Norquay students sport new wheelsApril 29, 2021 News Story, School Activity
Norquay School students want to ride their bicycles, bicycles, bicycles.
Twenty-five Norquay students will receive brand new bikes and helmets courtesy of Woodcock Cycle Works.
In the fall, Woodcock Cycle held its annual charity raffle, with all proceeds going toward the Boys and Girls Clubs of Winnipeg.
“I’ve had my shop for 35 years,” said Tim Woodcock, owner of Woodcock Cycle. “I’ve been in the business a long time and I’m at the point in my life where I just want to give back and do what we can.”
Heather Black, Boys and Girls Clubs of Winnipeg director of community engagement, said it was Woodcock Cycle that approached the youth-service agency about making a big bike donation.
“They asked us, ‘Do you have some kids that would like bikes?’ Well, we have lots of kids that would love a quality new bike,” Black said.
“We operate 12 clubs in Winnipeg, including a club at Norquay School. We have a great partnership with the school and it’s definitely a community where children would benefit from this sort of opportunity.”
On April 23, Grade 1 students Mia and Charles were presented with their bikes. The other Norquay students will receive their bicycles over the next couple weeks.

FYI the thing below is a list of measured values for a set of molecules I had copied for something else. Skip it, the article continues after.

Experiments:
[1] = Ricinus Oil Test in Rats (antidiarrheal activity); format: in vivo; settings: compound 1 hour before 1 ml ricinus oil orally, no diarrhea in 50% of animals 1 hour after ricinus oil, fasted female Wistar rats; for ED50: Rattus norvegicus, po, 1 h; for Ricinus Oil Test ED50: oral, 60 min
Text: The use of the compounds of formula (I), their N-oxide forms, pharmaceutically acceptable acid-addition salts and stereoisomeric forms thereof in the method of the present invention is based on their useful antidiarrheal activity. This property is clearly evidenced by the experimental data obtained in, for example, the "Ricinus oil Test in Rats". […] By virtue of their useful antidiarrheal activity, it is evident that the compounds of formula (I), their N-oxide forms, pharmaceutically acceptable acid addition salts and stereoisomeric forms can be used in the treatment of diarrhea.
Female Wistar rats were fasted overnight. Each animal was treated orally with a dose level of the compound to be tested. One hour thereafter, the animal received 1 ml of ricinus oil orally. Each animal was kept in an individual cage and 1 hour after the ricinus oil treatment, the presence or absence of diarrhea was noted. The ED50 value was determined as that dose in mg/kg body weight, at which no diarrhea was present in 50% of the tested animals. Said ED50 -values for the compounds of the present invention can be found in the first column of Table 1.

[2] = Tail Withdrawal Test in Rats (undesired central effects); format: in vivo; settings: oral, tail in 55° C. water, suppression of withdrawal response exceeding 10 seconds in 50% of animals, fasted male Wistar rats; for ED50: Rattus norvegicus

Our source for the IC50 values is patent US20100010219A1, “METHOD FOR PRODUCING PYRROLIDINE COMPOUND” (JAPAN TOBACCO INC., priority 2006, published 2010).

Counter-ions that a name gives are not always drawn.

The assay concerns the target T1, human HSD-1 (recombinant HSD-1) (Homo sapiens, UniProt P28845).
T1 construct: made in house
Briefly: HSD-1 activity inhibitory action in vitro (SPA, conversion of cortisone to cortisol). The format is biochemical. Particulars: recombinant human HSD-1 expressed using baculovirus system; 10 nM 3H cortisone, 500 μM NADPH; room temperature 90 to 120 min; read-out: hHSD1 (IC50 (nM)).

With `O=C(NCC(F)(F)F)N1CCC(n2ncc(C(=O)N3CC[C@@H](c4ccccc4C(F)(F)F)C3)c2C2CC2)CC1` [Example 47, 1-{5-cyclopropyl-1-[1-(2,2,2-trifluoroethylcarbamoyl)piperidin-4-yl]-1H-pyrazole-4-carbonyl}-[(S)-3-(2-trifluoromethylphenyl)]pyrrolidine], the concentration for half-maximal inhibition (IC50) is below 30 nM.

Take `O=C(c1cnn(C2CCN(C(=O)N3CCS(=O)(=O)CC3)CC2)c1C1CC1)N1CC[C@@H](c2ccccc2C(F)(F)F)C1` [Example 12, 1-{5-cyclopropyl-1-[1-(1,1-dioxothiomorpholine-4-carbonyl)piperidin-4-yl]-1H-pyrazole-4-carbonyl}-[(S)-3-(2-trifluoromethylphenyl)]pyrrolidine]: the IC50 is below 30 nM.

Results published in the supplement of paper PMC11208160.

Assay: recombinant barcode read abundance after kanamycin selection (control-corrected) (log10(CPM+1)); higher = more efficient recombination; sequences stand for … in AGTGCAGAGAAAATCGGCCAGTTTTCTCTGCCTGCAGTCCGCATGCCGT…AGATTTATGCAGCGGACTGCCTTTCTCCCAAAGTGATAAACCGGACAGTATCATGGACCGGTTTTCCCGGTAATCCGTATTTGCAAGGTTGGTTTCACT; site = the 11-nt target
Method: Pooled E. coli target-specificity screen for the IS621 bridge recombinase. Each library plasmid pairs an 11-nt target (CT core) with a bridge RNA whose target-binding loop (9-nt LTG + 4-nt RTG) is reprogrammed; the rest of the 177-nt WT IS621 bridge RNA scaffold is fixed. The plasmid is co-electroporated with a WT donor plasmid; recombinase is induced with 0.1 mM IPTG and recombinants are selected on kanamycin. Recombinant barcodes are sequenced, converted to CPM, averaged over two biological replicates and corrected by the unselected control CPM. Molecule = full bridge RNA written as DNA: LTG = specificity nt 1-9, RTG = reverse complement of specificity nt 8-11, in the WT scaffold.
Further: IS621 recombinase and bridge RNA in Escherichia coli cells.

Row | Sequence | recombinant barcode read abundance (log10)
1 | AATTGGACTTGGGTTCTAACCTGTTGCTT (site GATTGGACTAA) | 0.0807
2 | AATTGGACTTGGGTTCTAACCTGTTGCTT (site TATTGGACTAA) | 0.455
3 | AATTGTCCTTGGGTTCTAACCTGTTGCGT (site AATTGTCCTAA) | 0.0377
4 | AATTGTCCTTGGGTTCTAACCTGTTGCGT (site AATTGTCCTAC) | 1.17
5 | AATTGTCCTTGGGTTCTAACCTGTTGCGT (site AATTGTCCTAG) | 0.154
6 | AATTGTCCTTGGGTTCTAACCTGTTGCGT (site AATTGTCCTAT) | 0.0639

Norquay principal Cree Crowchild said the gift of a new bike is a big deal for Norquay students and their families.
“Thirty-eight percent of our families live below the poverty line,” Crowchild said. “Those students don’t have the same opportunity that individuals in other areas of the city have to buy new bikes.”
Crowchild said Norquay School sent out a survey to its families to determine which students could use a new bike.
“Our families are really good. Some replied that they already had a bike and to give it to another family that might not be as fortunate. We’re looking out for each other,” Crowchild said.
For Woodcock, it’s a great time to be in the bike business. The pandemic has resulted in bicycle boom, with people looking for safe outdoor activities to participate in.
“People have said that once this pandemic is over, which is hopefully soon, that biking won’t be as popular,” Woodcock said.
“But, I don’t know about that. I think there are a lot of lifetime cyclists coming out of this. People are changing their whole way of life, taking the time to exercise and understanding how important it is.”
“Cycling is a great sport and it’s good for kids too. When I was growing up, my bike was my lifeline. We traveled everywhere on our bikes.”
Crowchild can see Norquay students also getting stoked on spokes.
“This could be the spark in a student’s life that gets them to be a part of the cycling community,” Crowchild said.